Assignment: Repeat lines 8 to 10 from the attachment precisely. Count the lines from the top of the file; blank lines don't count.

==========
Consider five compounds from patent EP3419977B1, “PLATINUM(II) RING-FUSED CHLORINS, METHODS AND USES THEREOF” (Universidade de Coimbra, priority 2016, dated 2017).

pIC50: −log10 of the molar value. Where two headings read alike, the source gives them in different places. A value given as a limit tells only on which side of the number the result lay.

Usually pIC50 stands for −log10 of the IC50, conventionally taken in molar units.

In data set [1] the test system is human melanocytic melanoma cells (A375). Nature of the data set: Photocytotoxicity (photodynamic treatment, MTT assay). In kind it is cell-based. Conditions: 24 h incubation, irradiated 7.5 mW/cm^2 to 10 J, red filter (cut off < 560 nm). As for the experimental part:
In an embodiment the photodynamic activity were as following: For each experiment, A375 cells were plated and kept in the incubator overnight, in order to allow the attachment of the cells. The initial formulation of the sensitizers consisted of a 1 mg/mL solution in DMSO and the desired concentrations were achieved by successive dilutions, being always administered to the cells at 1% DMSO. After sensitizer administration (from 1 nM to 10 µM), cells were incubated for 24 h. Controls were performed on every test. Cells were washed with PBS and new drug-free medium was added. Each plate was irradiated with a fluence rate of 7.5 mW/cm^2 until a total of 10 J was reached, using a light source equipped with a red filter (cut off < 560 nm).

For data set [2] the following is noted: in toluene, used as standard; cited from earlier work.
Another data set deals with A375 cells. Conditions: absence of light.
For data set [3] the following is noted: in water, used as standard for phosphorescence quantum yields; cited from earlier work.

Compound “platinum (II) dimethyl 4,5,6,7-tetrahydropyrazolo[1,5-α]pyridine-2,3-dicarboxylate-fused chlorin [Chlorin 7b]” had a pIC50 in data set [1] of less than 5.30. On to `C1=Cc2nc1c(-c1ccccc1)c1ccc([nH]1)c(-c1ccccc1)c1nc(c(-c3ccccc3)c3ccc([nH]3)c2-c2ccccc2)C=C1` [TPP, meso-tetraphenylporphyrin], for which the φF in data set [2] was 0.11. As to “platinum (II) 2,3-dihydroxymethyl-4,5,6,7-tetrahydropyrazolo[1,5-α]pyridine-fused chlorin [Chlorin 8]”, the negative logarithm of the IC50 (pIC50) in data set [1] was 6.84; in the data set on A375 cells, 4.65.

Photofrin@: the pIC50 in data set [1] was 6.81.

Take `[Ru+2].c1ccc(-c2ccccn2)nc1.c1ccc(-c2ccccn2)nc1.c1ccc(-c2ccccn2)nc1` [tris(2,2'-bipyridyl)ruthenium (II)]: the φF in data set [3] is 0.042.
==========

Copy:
For data set [3] the following is noted: in water, used as standard for phosphorescence quantum yields; cited from earlier work.

Compound “platinum (II) dimethyl 4,5,6,7-tetrahydropyrazolo[1,5-α]pyridine-2,3-dicarboxylate-fused chlorin [Chlorin 7b]” had a pIC50 in data set [1] of less than 5.30. On to `C1=Cc2nc1c(-c1ccccc1)c1ccc([nH]1)c(-c1ccccc1)c1nc(c(-c3ccccc3)c3ccc([nH]3)c2-c2ccccc2)C=C1` [TPP, meso-tetraphenylporphyrin], for which the φF in data set [2] was 0.11. As to “platinum (II) 2,3-dihydroxymethyl-4,5,6,7-tetrahydropyrazolo[1,5-α]pyridine-fused chlorin [Chlorin 8]”, the negative logarithm of the IC50 (pIC50) in data set [1] was 6.84; in the data set on A375 cells, 4.65.

Photofrin@: the pIC50 in data set [1] was 6.81.